‘Cinema was born in 1895. In 2015, the original device has disappeared – such is the world, techniques vanish and others emerge: “There is no doubt that death is the youth of the world” [said Georges Bataille, in L’Histoire de l’érotisme]. I initiated my cinematic research at a transitional moment, in 1990, and started to present it in 1992. In 1993 in Washington (USA), I started a series of photographs figuring photograms of films corroded by the passing of time and storage condition, which was exhibited in New York two years later at MoMA. Since then, I have been watching films in Western film libraries and private collections, harvesting “decomposed” images affected by the passing of time. Without retouching them, I select the improbable and rare ones, those on which the marks of time enter in dialogue with the image to the point where it becomes difficult to distinguish between the actual image and its destruction process. Jean Cocteau claimed that cinema filmed “death at work”. It seemed interesting to identify death at work at the core of the medium, within the material and invisible layer allowing us access to the film: the reel. So I ventured through cinema, with great patience – it takes fifteen days, eight hours a day, to watch a feature film frame-by-frame –, reflecting upon the instability of film archives, their support, the conditions of their appearance and disappearance (I was far from imagining that the proper reel could vanish!). I fancy the idea that figures and locations filmed a century ago resurface differently at other times and that I was able to capture this hazardous encounter with the ills affecting the medium. Furthemore, the fact that these images exhale beauty, strangeness and intensity is a nice complement: grace befalls anywhere.’
– Eric Rondepierre, The Mark of Time.
That impossible photogram, as Roland Barthes said. An object which is not (even) an object, but at the same time is actually two objects. It doesn’t (really) belong to the cinema or (simply) to photography ; it is more than a photograph yet less than a film. It is, therefore, a sort of axis or fold, the precise crossing point (punctum) between cinema and photography. Eminently paradoxical, the photogram is the touchstone of Eric Rondepierre’s work which is acutely conscious of the delicate balance on the razor’s edge where cinema meets photography in their most intimate specificity.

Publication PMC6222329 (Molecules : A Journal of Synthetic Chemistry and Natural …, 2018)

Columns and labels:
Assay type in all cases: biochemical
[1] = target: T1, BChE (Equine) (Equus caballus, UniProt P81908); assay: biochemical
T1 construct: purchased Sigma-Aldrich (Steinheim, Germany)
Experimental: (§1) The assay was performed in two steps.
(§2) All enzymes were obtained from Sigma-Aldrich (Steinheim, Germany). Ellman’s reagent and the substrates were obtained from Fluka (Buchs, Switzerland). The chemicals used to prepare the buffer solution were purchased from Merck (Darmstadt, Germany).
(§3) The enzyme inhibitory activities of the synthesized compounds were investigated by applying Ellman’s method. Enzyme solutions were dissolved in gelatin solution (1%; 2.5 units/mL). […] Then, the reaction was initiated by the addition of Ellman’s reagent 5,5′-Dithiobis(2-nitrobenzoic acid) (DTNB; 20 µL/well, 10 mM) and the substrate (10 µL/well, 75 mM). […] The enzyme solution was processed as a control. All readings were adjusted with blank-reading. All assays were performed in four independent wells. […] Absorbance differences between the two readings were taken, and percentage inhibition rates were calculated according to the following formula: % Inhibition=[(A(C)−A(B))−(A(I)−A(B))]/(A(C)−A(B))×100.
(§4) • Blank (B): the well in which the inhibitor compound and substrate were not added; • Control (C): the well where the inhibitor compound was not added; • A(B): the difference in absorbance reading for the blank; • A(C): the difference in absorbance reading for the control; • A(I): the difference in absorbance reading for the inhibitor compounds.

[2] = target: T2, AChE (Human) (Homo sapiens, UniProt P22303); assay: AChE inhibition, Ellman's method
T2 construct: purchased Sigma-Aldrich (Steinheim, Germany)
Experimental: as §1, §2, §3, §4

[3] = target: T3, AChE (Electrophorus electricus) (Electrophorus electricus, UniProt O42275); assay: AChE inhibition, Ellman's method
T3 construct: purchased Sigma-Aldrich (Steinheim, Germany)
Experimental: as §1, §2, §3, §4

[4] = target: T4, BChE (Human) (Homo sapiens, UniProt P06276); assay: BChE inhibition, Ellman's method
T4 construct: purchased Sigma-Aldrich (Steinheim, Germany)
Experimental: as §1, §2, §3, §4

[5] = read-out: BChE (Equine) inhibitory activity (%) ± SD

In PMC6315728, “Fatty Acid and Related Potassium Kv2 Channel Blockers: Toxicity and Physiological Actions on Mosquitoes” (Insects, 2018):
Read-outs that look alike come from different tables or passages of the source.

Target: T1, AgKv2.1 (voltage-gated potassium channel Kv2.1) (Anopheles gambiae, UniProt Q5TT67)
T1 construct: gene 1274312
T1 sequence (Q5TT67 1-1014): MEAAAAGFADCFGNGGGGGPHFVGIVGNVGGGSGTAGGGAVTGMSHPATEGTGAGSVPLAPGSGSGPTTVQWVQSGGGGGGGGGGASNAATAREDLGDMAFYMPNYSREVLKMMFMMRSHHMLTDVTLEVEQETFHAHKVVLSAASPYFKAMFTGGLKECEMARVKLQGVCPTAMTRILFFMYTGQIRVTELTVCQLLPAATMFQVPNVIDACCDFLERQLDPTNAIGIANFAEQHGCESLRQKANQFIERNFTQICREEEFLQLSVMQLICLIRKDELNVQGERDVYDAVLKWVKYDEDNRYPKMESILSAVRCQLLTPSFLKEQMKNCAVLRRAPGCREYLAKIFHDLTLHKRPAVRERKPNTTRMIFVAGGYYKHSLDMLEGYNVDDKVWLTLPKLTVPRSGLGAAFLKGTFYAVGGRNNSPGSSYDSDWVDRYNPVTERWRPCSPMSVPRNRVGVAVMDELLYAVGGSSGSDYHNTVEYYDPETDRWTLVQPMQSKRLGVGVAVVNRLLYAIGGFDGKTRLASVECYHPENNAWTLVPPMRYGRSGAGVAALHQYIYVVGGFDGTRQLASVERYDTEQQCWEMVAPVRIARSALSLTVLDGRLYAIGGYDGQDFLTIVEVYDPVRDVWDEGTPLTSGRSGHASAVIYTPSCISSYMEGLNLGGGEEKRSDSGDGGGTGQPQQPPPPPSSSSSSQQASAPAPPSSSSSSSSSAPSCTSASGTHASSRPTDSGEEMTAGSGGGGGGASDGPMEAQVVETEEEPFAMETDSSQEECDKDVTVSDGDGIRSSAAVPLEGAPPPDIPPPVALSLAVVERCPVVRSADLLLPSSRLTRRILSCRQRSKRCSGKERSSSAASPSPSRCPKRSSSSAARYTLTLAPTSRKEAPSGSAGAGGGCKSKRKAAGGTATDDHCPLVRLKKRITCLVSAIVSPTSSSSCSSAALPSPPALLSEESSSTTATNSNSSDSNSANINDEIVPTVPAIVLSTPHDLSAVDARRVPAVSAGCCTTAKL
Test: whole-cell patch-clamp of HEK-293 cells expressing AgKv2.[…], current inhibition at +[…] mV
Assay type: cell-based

Eric Rondepierre’s work always starts with a film, or more precisely with the image-matter of a film. Rondepierre is not interested in cinema as the reflection-projection of a film on a screen, in a consumer relation to what is watchable, with its imposed length and speed, uninterrupted flow, impression of movement, perceptive fiction, transitory illusion – in other words the magic of the large cinema-body on the screen. What interests him is the film as actual film strip, a material sequence of fixed images intimately and appropriatively related to its object. Film images that you can not only see but also touch, hold, manipulate and collect.
In other words, Rondepierre aims at what is most authentically photographic at the very heart of cinema. This is of course profoundly contradictory. The photogram is an impossible object : it is both film’s condition of existence and its total negation. Obviously a film consists only of photograms, yet seeing a photogram for what it is (the frozen image of a film) necessarily means not seeing the film, which can only exist fully as movement. Seeing a film flow past automatically implies not seeing photograms, nevertheless the very essence of a film since they disappear, absorbed into the projection process. Photograms are the only real images and the only invisible images in a film. This is the ontological paradox which makes photograms into cinema’s blind «spots».
Don’t believe too much in what you can see. Learn to not see what is displayed (and therefore which hides). Learn to see beyond, beside, across and beneath. Look for the spot in the image, texture in the surface, negatives in positives and latent images in the negative ground. Follow once more the route mapped out by the psychic photographic apparatus, shifting from eye to memory, from appearance to unrepresentable. Dig down through the layers and levels like an archaeologist. Photographs are only surfaces, they have no depth, only a fantastic density. Behind it, beneath it or around it, one photo always hides (at least) another photograph, or a film. It is a question of screens, and here you enter in a singular universe, the one of an individual by the name of Eric Rondepierre.